We have an interest in what others believe of us, we also have an interest in what others forget. Forgetting not only plays an important role in our interpersonal lives, e.g., it is central to many accounts of forgiveness, but the right to be forgotten has also become enshrined in European law. Nevertheless, there has been little philosophical discussion of the importance of forgetting. As surprising as it is that we can make demands that others forget what they know about us, I argue that there are important moral goods a duty to forget preserves. Whereas we used to be able to rely on the fragility of human memory and the physical limitations of data storage systems, like ink and paper, so the shadows of our past wouldn’t necessarily constrain our futures; our identities are now distributed in information patterns online that can’t be changed. A world that is structured such that we cannot forget undermines our ability to guide the relationships that are important to us and constitute ourselves in ways that we intend. There is much work to be done to articulate the shape and requirements of this duty before we potentially lose it forever as the internet preserves more and more of our lives. This paper, I hope, is a first step towards that.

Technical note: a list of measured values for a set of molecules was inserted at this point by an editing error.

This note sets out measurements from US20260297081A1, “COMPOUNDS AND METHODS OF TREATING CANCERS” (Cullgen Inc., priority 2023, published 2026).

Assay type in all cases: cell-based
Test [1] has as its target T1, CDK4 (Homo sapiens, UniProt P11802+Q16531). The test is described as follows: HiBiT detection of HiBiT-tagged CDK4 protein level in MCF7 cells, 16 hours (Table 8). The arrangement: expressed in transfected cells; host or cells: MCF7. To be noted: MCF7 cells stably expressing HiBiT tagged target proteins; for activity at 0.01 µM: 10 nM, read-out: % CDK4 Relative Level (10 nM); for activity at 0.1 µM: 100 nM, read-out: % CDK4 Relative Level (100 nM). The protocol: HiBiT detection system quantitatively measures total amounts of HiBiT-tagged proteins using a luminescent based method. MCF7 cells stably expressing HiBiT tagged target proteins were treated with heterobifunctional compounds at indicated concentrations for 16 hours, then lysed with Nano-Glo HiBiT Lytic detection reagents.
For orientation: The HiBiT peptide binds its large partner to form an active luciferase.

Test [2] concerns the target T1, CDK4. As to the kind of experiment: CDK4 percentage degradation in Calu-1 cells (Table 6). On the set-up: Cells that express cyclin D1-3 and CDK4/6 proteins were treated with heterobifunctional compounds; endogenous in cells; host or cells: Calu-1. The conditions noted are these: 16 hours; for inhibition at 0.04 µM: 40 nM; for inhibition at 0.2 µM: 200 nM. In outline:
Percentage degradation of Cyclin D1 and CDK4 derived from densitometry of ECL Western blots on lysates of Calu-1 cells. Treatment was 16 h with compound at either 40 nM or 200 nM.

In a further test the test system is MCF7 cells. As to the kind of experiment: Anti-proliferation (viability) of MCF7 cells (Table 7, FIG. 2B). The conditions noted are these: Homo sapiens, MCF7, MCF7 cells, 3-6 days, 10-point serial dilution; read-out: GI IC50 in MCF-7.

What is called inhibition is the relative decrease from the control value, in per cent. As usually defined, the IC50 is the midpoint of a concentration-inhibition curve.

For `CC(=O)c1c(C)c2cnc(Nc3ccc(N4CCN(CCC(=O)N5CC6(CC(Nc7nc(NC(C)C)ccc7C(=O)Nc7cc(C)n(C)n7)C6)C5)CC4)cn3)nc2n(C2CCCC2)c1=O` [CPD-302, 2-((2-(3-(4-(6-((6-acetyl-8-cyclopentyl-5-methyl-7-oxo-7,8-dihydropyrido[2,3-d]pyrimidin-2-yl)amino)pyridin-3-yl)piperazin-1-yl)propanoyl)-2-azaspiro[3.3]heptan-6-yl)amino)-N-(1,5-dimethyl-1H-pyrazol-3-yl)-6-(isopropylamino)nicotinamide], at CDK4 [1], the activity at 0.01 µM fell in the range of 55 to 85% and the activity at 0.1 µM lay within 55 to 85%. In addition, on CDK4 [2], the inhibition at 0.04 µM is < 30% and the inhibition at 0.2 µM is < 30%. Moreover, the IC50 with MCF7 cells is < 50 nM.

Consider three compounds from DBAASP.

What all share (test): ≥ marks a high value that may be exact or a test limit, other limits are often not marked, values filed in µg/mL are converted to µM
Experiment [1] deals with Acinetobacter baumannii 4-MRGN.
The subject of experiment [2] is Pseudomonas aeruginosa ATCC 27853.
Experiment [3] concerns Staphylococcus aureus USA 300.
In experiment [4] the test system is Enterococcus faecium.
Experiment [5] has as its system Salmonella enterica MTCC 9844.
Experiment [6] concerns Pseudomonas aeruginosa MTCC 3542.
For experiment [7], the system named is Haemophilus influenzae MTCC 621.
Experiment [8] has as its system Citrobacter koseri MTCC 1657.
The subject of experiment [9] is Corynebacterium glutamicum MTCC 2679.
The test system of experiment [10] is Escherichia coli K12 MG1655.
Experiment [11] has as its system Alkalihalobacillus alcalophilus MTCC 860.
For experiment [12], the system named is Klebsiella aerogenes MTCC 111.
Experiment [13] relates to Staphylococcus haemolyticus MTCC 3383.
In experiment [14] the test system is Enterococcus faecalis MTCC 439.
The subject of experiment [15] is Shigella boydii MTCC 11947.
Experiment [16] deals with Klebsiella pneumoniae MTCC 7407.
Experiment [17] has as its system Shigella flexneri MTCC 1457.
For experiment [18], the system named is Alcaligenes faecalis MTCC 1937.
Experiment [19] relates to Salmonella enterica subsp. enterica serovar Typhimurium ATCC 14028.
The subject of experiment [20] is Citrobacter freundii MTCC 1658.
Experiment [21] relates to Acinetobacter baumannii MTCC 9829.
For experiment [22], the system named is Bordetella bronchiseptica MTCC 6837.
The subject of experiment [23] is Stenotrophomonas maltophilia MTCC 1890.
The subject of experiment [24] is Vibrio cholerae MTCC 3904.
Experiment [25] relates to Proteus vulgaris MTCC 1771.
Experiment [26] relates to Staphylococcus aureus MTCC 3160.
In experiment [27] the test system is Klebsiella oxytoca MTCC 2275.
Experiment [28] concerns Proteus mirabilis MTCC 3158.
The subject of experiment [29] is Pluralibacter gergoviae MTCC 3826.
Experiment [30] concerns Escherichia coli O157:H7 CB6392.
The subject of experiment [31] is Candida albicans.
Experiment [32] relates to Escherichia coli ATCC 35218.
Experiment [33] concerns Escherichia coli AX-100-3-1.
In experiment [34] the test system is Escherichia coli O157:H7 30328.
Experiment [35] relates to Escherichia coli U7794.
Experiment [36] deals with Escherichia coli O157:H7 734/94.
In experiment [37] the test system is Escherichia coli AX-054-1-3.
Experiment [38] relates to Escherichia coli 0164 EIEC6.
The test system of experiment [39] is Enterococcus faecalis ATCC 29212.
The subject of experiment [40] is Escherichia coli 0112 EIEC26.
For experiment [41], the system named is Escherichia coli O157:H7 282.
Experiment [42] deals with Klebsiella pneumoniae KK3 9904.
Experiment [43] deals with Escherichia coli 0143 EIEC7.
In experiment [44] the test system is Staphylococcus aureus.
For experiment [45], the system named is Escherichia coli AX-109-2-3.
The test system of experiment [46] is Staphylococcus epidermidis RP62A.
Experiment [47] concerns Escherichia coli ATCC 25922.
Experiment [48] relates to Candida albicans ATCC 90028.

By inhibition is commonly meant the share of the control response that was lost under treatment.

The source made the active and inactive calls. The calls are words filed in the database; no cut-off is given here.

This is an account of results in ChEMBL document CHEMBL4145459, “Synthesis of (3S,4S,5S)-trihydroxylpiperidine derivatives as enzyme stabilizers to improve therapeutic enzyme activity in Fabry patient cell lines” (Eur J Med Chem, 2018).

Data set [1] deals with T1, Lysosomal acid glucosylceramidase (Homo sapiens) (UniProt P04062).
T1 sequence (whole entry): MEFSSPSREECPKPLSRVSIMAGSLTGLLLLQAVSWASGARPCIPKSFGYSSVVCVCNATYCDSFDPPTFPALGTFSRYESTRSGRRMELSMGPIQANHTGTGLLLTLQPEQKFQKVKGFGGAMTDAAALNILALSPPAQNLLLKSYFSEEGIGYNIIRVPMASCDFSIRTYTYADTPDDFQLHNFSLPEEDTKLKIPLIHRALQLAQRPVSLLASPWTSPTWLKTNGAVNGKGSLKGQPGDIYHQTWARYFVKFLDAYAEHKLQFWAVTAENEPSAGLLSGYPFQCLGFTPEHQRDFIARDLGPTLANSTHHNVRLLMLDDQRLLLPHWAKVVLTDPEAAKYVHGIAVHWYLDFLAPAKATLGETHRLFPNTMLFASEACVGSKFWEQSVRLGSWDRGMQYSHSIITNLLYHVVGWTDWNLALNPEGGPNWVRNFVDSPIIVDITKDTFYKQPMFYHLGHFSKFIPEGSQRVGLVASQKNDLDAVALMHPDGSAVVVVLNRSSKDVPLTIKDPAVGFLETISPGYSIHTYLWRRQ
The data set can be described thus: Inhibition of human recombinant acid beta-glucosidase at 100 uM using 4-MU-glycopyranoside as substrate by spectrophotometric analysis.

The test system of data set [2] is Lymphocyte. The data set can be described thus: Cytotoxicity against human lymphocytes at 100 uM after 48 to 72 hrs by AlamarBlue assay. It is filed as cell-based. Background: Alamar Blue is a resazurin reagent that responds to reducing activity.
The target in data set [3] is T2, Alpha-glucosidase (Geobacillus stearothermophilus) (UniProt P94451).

Rima Basu received her PhD from the University of Southern California in 2018, and is currently an assistant professor of philosophy at Claremont McKenna College. The central theme of her work is that when it comes to what we should believe, morality is not voiceless. What we owe each other is not just a matter of what we do or what we say, but also what we believe.